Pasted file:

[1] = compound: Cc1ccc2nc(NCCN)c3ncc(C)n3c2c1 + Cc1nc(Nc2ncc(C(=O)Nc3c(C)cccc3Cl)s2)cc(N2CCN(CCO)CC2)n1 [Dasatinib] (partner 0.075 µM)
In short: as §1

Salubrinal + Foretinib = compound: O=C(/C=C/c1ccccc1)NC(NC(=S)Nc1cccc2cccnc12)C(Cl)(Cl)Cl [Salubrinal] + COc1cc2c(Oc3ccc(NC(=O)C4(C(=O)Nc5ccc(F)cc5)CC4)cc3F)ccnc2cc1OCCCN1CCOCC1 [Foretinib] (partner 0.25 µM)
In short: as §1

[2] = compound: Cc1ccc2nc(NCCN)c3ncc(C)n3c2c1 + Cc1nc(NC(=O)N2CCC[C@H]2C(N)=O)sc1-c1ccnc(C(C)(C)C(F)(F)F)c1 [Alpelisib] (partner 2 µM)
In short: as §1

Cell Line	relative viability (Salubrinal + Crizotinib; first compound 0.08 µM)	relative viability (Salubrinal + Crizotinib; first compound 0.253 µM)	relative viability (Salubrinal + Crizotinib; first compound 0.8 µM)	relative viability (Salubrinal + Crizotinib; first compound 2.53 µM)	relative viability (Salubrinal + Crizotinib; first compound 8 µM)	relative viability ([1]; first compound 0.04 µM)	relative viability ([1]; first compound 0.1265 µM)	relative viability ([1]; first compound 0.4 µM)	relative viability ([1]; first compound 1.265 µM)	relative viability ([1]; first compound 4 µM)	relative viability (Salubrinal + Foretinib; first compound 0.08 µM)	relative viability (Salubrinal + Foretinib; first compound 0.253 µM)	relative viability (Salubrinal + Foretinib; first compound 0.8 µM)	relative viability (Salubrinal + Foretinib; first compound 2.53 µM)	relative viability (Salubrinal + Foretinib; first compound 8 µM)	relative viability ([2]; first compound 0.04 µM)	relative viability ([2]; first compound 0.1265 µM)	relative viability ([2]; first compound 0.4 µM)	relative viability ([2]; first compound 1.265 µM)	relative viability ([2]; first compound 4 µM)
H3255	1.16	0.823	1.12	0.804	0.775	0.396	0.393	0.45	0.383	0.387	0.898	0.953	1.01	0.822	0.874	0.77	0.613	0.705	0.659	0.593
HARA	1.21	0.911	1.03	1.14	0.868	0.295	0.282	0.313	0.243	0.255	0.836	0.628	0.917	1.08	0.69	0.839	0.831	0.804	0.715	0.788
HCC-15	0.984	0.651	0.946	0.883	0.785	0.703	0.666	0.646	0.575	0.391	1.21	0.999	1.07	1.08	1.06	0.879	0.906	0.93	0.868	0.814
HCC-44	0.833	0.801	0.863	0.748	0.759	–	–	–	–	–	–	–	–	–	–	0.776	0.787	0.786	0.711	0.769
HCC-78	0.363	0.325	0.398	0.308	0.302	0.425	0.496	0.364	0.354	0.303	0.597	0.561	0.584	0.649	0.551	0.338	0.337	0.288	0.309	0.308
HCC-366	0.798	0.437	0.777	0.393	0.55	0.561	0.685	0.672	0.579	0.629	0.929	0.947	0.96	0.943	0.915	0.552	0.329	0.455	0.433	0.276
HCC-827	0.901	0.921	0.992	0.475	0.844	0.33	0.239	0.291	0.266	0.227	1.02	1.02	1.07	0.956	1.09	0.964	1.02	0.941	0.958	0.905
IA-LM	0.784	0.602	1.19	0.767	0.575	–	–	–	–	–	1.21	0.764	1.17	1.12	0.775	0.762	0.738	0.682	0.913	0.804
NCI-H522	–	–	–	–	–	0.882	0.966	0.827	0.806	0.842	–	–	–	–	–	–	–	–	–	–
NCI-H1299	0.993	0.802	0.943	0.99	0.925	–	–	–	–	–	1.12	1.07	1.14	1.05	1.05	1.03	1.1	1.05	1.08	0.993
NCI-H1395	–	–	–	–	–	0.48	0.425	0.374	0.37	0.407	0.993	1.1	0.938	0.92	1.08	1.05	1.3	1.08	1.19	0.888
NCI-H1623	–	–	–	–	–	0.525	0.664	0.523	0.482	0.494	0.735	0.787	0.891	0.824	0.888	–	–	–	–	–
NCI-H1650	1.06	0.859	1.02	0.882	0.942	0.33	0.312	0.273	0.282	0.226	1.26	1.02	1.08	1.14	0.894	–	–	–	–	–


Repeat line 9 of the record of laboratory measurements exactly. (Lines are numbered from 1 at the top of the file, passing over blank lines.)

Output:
HARA	1.21	0.911	1.03	1.14	0.868	0.295	0.282	0.313	0.243	0.255	0.836	0.628	0.917	1.08	0.69	0.839	0.831	0.804	0.715	0.788